The Hectic Day in the Life of a Napa Winemaker During Harvest
(Bloomberg Businessweek) -- Known for his classically balanced wines and long commitment to organic production, Steve Matthiasson is a man in high demand. For his eponymous label, he farms a dozen small vineyards, including one at his winery in Napa’s Oak Knoll district. He consults on 15 more that belong to his eight high-profile clients—the largest sprawls across 400 acres.
His 27th harvest season stretches over seven weeks, and each day is a master class in multitasking. The key decision, he says, is always when to pick. That, more than anything else, determines the style of wine you can make.
Last year’s harvest in Napa was a horror show of wildfires; this year Matthiasson is all smiles. “The quality is the best I can remember,” he says.
Here’s what his day looked like on Sept. 2, about halfway through his harvest.
COFFEE, THEN PLANNING
Matthiasson begins at 6 a.m. with coffee. His crew has been picking every day since Aug. 5. Today they’re on the cabernet franc grapes in hishome Matthiasson plot. With fog hanging over Napa’s hills, he consults with his vineyard manager, Caleb Mosley, to plan the day. How much fruit is coming into the winery? Will they have to clean an extra tank?
ROAMING THE VINES
He spends much of the day going from vineyard to vineyard to check how close the grapes are to ripening and to detect potential problems such as mealybugs or mildew. He’ll visit seven today: The first is Papa’s Perch on Mt. Veeder where the cabernet sauvignon goes into his own wine. Ripening cues such as the color of the leaves and the firmness of the grapes help him figure out if he’ll have to pick some sections first or can harvest all at once.
A TASTE TEST
At Bengier’s Dry Creek Vineyard in the cool, foggy southern part of Napa Valley, he nibbles on ribolla gialla, a rare white Italian grape he uses for one of his own wines. He’s tasting for many things, including whether some are tart and others sweet and juicy.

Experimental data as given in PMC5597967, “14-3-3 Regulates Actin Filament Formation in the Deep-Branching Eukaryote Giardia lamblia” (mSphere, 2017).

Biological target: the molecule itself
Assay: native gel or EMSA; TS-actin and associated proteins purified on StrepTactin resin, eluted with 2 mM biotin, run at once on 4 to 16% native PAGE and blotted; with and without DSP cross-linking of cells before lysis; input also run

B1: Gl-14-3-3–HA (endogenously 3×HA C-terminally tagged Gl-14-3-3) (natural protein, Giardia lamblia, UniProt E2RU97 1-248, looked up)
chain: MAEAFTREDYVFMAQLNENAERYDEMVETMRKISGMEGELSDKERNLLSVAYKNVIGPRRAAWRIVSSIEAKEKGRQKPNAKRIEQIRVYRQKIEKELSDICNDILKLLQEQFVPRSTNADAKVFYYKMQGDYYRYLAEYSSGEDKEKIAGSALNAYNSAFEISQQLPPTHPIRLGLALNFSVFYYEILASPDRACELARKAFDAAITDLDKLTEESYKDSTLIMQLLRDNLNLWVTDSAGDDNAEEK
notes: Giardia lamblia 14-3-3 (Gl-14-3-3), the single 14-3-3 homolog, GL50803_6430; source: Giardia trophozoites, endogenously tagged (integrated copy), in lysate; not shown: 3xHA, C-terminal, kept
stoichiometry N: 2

He heads back to the winery with grape samples to confirm his impressions. His hand-held refractometer measures the grapes’ sugar content in degrees Brix, which increases as the grapes ripen. During fermentation the yeast converts the sugars to alcohol; higher Brix means higher potential alcohol. To get brighter wines with complex aromas at 12% alcohol, Matthiasson picks at a lower Brix level—18 to 22 for chardonnay—than most Napa producers, who opt for more potent wines.
At the winery he checks on pinot noir grape skins fermenting in tanks, doing punch downs with a tool to keep the juice in contact with the skins to extract more color, flavor, and tannin. Matthiasson doesn’t usually produce a pinot noir, but this year a former intern offered him some extra fruit from an organic vineyard in Sonoma, and he couldn’t resist.
Matthiasson and the team try a sample of the fermenting pinot. Is it good? The answer is written in the smile on his face. Although it’s not yet wine, he’s excited by the density, along with minerality and freshness—his “holy grail” of balance. The small amount means it will be only for Matthiasson wine club members, for $59 a bottle. (Members usually pay from $334 to $631 per 6- or 12-bottle shipment.)
After a quick taco-truck-and-Coke lunch, he hits the road to visit his clients’ vineyards. Everyone worries at harvest time. Matthiasson advises on strategic vine care, identifying issues that could reduce valuable yields and offering organic solutions. At Dalla Valle he discusses with owner Naoko Dalla Valle, her daughter and winemaker Maya, and vineyard manager Edgar Alfaro whether some vines have a virus that they must deal with before it spreads. The next stop is Eisele Vineyard, which belongs to François Pinault, owner of Bordeaux’s Château Latour.
Back at his winery he coaches Gabriela Pilar Fontanesi, one of his four interns, on using the destemming machine on the just-picked cabernet franc grapes. Doing this before crushing and fermentation minimizes the astringent tannins the stems can add to a wine.
AT THE DESK
The end of the day is always at the computer. Sitting in his messy attic-loft office above the winery, Matthiasson records the latest sugar levels on a huge spreadsheet. Tracking this way shows him trends—the rate of ripening, how fast flavor is developing—that help him predict what’s coming next. He wraps up at 7 p.m. after walking one more vineyard near the winery.
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